Its hard to see but there is a gap between the top of the platform and that first layer of brick. A significant gap. This is because I made not one but two mistakes in the assembly. The first was not dry fitting first and making sure everything was actually going where it was supposed to. Second I didn't clamp the top of the platform down and apparently didn't make sure that all the tabs had engaged and it was flat against the top of the brick wall. My thought is to just glue a couple of courses of brick paper strips along this and hiding it.

Monday, June 26, 2023

World War II Project - Return of the Railroad Station - part 2

All the interior walls were painted with an airbrush before I assembled the building, that made life much easier. In fact there are a lot of areas at this point that I would have preferred to have finished with everything flat on the work bench. Just a lesson to be carried forward.

I started the exterior walls of with a burnt sienna and then decided that was just a  bit to much red so I painted back over it with a "light" umber. Things would always be easier if I would remember to write down what color I started with. This resulted in a much redder look to all the other walls that I needed to finish. That's as far as I got over the weekend.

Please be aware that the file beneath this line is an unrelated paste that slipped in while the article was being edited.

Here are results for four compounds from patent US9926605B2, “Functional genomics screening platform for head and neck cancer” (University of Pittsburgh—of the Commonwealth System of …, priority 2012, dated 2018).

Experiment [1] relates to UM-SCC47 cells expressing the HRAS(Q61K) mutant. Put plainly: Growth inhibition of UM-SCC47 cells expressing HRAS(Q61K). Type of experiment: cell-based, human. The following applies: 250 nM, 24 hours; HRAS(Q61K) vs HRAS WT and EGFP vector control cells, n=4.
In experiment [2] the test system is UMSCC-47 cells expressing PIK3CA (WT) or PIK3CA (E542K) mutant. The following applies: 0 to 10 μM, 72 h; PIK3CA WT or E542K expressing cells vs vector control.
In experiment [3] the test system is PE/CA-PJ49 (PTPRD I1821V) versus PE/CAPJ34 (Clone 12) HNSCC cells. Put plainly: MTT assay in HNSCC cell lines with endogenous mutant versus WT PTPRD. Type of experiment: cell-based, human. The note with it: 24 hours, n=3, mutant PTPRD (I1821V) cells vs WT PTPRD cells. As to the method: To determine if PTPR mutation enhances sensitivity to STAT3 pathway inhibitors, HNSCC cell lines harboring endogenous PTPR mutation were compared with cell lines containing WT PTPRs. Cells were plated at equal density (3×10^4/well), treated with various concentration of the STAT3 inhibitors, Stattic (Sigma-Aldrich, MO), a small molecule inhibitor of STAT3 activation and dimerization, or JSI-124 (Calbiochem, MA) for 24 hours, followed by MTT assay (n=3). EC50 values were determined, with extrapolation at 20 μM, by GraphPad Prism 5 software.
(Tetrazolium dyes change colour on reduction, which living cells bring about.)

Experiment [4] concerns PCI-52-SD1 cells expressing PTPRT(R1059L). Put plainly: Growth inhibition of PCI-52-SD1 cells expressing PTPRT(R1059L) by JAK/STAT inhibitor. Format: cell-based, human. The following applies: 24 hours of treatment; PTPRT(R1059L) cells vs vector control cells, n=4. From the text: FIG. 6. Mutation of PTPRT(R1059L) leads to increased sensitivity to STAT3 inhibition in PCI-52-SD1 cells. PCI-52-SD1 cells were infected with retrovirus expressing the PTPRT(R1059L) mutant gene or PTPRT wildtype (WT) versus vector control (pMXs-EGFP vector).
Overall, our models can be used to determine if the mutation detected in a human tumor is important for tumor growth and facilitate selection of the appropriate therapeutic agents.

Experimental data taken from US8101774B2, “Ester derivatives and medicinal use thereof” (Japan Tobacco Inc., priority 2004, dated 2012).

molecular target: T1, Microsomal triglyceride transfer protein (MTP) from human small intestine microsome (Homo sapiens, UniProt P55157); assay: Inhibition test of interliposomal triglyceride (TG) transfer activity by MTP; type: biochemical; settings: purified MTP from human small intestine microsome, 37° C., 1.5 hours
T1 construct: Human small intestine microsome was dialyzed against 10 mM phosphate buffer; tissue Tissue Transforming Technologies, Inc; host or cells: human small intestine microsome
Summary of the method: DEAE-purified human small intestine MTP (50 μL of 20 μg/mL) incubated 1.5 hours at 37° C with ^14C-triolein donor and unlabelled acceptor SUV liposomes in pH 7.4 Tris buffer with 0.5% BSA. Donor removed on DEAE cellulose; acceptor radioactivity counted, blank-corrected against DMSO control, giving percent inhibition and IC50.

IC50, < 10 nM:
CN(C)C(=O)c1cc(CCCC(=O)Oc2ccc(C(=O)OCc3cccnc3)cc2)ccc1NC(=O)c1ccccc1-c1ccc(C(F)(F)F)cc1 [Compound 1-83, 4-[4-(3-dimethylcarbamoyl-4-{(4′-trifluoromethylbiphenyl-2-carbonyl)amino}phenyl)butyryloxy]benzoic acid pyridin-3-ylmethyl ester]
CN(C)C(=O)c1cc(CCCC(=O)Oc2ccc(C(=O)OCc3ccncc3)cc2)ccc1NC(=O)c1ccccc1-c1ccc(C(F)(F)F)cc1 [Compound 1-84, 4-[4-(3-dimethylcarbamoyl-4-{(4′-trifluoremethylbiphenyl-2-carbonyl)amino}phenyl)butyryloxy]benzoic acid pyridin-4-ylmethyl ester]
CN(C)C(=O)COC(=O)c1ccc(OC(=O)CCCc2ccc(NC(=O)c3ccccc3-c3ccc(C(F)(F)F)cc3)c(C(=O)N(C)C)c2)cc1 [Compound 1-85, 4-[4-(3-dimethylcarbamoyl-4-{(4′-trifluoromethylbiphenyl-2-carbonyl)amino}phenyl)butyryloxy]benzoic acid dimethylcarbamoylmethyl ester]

Thursday, June 22, 2023

World War II Project - Return of the Railroad Station

This has been one of those "forever" projects, but I am determined to finish it this time. I have had some extra long meetings over the last couple of weeks so I pulled this out and re-started the tedious process of adding the bumpy brick paper over the arches of the windows and doors. We won't even talk about the decorative brick work at the top of the building.

In order to keep myself moving forward I went ahead and started working on the texture for the out side wall. I'm using some textured gel with "natural sand", I'll take a pic of the container in the next installment, I think its from Liquitex. I used a brush and stippled it on. Then I applied a dark brown first, followed by a light grey and the pure white. This little exercise is what has kept me going this week and moving forward to finishing this structure off.